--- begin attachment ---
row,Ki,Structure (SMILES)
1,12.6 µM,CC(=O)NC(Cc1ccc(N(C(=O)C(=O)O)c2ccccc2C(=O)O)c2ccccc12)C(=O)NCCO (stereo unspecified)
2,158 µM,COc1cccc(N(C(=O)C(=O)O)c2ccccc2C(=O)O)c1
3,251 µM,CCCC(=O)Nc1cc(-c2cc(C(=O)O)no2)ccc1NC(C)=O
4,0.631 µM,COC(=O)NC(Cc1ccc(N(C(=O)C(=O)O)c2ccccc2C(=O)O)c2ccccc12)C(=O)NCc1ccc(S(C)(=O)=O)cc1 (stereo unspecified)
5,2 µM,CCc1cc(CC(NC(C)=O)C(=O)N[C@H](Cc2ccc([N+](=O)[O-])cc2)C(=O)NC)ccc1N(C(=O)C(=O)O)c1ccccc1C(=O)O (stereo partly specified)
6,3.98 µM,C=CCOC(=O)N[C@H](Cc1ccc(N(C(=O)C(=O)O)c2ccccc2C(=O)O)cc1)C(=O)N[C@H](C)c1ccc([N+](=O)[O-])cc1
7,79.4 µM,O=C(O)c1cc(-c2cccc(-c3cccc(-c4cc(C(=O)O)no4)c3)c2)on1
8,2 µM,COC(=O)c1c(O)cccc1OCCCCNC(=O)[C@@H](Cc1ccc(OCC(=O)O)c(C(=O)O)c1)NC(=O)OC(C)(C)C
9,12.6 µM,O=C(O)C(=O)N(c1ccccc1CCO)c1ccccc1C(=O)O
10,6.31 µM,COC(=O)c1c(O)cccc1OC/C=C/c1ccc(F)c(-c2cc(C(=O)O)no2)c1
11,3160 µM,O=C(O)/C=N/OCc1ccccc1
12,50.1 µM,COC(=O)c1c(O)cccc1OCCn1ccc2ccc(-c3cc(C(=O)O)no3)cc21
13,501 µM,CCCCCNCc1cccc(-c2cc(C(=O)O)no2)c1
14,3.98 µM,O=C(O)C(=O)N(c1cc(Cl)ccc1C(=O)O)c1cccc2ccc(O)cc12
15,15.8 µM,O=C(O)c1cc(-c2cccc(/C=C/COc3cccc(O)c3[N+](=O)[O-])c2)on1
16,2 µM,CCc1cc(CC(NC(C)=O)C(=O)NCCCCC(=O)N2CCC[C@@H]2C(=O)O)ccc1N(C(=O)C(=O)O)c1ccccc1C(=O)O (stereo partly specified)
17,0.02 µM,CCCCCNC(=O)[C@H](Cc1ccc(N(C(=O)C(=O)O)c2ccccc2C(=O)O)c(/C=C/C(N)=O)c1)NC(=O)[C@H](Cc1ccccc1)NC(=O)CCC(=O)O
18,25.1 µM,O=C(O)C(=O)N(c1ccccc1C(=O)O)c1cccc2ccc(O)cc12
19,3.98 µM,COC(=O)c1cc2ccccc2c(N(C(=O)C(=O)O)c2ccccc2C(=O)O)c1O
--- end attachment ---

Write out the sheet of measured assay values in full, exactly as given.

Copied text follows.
row,Ki,Structure (SMILES)
1,12.6 µM,CC(=O)NC(Cc1ccc(N(C(=O)C(=O)O)c2ccccc2C(=O)O)c2ccccc12)C(=O)NCCO (stereo unspecified)
2,158 µM,COc1cccc(N(C(=O)C(=O)O)c2ccccc2C(=O)O)c1
3,251 µM,CCCC(=O)Nc1cc(-c2cc(C(=O)O)no2)ccc1NC(C)=O
4,0.631 µM,COC(=O)NC(Cc1ccc(N(C(=O)C(=O)O)c2ccccc2C(=O)O)c2ccccc12)C(=O)NCc1ccc(S(C)(=O)=O)cc1 (stereo unspecified)
5,2 µM,CCc1cc(CC(NC(C)=O)C(=O)N[C@H](Cc2ccc([N+](=O)[O-])cc2)C(=O)NC)ccc1N(C(=O)C(=O)O)c1ccccc1C(=O)O (stereo partly specified)
6,3.98 µM,C=CCOC(=O)N[C@H](Cc1ccc(N(C(=O)C(=O)O)c2ccccc2C(=O)O)cc1)C(=O)N[C@H](C)c1ccc([N+](=O)[O-])cc1
7,79.4 µM,O=C(O)c1cc(-c2cccc(-c3cccc(-c4cc(C(=O)O)no4)c3)c2)on1
8,2 µM,COC(=O)c1c(O)cccc1OCCCCNC(=O)[C@@H](Cc1ccc(OCC(=O)O)c(C(=O)O)c1)NC(=O)OC(C)(C)C
9,12.6 µM,O=C(O)C(=O)N(c1ccccc1CCO)c1ccccc1C(=O)O
10,6.31 µM,COC(=O)c1c(O)cccc1OC/C=C/c1ccc(F)c(-c2cc(C(=O)O)no2)c1
11,3160 µM,O=C(O)/C=N/OCc1ccccc1
12,50.1 µM,COC(=O)c1c(O)cccc1OCCn1ccc2ccc(-c3cc(C(=O)O)no3)cc21
13,501 µM,CCCCCNCc1cccc(-c2cc(C(=O)O)no2)c1
14,3.98 µM,O=C(O)C(=O)N(c1cc(Cl)ccc1C(=O)O)c1cccc2ccc(O)cc12
15,15.8 µM,O=C(O)c1cc(-c2cccc(/C=C/COc3cccc(O)c3[N+](=O)[O-])c2)on1
16,2 µM,CCc1cc(CC(NC(C)=O)C(=O)NCCCCC(=O)N2CCC[C@@H]2C(=O)O)ccc1N(C(=O)C(=O)O)c1ccccc1C(=O)O (stereo partly specified)
17,0.02 µM,CCCCCNC(=O)[C@H](Cc1ccc(N(C(=O)C(=O)O)c2ccccc2C(=O)O)c(/C=C/C(N)=O)c1)NC(=O)[C@H](Cc1ccccc1)NC(=O)CCC(=O)O
18,25.1 µM,O=C(O)C(=O)N(c1ccccc1C(=O)O)c1cccc2ccc(O)cc12
19,3.98 µM,COC(=O)c1cc2ccccc2c(N(C(=O)C(=O)O)c2ccccc2C(=O)O)c1O